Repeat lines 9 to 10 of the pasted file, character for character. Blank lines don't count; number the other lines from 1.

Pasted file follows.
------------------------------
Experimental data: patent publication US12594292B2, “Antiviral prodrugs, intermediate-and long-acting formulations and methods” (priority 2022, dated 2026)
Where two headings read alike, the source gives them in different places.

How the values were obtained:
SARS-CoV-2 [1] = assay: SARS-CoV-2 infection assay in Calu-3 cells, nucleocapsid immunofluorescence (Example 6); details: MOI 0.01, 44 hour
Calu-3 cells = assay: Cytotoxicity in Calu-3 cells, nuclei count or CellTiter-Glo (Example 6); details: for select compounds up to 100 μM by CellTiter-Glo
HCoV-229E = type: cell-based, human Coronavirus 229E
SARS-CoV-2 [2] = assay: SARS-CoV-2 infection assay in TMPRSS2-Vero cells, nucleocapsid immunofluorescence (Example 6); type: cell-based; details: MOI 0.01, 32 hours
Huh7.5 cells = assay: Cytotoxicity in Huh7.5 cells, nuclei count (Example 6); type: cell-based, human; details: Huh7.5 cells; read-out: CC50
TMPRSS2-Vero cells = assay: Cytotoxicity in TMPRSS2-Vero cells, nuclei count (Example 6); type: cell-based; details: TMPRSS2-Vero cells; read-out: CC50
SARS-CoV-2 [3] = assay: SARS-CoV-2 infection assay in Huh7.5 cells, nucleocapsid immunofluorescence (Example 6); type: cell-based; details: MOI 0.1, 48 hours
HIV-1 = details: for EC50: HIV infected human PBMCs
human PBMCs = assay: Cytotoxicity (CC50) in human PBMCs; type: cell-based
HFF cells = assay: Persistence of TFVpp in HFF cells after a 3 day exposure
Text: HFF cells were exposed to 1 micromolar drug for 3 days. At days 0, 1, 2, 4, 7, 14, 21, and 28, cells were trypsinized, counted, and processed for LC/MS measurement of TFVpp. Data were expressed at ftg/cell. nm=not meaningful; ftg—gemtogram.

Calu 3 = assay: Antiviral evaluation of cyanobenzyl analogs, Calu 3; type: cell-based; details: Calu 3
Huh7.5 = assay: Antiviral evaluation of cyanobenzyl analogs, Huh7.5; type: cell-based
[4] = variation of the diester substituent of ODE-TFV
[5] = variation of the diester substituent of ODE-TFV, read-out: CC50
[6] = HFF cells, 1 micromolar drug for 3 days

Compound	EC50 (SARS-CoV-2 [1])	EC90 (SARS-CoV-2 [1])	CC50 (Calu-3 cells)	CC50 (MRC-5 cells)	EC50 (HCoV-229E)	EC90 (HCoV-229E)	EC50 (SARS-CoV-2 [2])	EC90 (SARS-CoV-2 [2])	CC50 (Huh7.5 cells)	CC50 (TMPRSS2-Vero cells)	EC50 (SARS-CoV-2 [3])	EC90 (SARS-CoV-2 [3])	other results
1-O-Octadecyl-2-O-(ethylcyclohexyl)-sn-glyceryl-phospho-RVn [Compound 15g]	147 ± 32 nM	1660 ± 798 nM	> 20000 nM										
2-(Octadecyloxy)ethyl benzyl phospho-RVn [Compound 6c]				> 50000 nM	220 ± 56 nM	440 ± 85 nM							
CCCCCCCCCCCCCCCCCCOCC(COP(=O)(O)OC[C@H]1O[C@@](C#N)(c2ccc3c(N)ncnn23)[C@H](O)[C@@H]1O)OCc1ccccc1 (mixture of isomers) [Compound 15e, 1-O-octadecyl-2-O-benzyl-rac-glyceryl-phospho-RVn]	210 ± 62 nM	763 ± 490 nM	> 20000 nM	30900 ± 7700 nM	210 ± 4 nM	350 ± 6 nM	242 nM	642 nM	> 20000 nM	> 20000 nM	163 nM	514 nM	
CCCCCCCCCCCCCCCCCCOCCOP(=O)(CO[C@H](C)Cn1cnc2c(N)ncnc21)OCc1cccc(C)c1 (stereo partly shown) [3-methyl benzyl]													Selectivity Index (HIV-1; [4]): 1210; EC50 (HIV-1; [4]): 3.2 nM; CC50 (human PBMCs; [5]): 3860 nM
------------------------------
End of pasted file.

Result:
TMPRSS2-Vero cells = assay: Cytotoxicity in TMPRSS2-Vero cells, nuclei count (Example 6); type: cell-based; details: TMPRSS2-Vero cells; read-out: CC50
SARS-CoV-2 [3] = assay: SARS-CoV-2 infection assay in Huh7.5 cells, nucleocapsid immunofluorescence (Example 6); type: cell-based; details: MOI 0.1, 48 hours